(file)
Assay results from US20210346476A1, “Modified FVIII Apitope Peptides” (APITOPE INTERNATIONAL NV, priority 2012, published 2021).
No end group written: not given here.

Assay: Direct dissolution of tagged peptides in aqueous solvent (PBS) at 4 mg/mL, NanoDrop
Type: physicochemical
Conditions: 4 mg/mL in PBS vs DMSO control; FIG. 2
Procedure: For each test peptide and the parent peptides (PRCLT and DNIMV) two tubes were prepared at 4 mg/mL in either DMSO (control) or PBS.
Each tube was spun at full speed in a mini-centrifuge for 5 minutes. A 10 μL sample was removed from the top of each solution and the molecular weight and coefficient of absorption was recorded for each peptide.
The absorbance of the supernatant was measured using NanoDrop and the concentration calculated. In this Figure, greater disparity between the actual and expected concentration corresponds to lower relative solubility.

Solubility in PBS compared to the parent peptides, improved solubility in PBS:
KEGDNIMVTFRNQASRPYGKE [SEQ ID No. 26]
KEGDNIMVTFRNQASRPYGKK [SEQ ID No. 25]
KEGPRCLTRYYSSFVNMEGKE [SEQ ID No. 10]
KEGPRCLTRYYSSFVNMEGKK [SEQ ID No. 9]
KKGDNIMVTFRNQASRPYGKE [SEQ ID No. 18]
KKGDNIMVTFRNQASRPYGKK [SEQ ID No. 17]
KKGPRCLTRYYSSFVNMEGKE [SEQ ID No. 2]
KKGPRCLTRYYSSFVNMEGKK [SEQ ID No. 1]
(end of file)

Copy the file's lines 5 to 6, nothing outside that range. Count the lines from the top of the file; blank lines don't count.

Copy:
Conditions: 4 mg/mL in PBS vs DMSO control; FIG. 2
Procedure: For each test peptide and the parent peptides (PRCLT and DNIMV) two tubes were prepared at 4 mg/mL in either DMSO (control) or PBS.